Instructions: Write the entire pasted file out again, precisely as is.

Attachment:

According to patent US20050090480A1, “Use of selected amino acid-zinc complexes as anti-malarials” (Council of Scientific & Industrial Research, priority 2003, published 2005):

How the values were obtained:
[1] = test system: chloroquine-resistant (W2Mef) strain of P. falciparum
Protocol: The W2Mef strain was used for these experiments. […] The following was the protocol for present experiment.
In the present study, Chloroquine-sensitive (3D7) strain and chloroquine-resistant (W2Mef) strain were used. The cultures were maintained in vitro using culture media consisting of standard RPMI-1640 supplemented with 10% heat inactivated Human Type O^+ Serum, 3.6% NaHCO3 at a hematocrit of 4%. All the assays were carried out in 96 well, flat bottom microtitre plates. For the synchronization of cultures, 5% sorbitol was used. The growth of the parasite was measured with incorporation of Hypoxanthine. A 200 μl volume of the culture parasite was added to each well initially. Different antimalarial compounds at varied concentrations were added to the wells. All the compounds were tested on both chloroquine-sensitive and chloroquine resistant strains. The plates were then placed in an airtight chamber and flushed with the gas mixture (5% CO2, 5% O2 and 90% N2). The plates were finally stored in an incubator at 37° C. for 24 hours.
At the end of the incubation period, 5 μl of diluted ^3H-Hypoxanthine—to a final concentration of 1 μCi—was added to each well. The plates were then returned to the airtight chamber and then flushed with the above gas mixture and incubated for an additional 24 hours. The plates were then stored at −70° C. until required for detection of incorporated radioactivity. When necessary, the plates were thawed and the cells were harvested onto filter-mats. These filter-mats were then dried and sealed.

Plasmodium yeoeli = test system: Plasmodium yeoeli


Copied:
According to patent US20050090480A1, “Use of selected amino acid-zinc complexes as anti-malarials” (Council of Scientific & Industrial Research, priority 2003, published 2005):

How the values were obtained:
[1] = test system: chloroquine-resistant (W2Mef) strain of P. falciparum
Protocol: The W2Mef strain was used for these experiments. […] The following was the protocol for present experiment.
In the present study, Chloroquine-sensitive (3D7) strain and chloroquine-resistant (W2Mef) strain were used. The cultures were maintained in vitro using culture media consisting of standard RPMI-1640 supplemented with 10% heat inactivated Human Type O^+ Serum, 3.6% NaHCO3 at a hematocrit of 4%. All the assays were carried out in 96 well, flat bottom microtitre plates. For the synchronization of cultures, 5% sorbitol was used. The growth of the parasite was measured with incorporation of Hypoxanthine. A 200 μl volume of the culture parasite was added to each well initially. Different antimalarial compounds at varied concentrations were added to the wells. All the compounds were tested on both chloroquine-sensitive and chloroquine resistant strains. The plates were then placed in an airtight chamber and flushed with the gas mixture (5% CO2, 5% O2 and 90% N2). The plates were finally stored in an incubator at 37° C. for 24 hours.
At the end of the incubation period, 5 μl of diluted ^3H-Hypoxanthine—to a final concentration of 1 μCi—was added to each well. The plates were then returned to the airtight chamber and then flushed with the above gas mixture and incubated for an additional 24 hours. The plates were then stored at −70° C. until required for detection of incorporated radioactivity. When necessary, the plates were thawed and the cells were harvested onto filter-mats. These filter-mats were then dried and sealed.

Plasmodium yeoeli = test system: Plasmodium yeoeli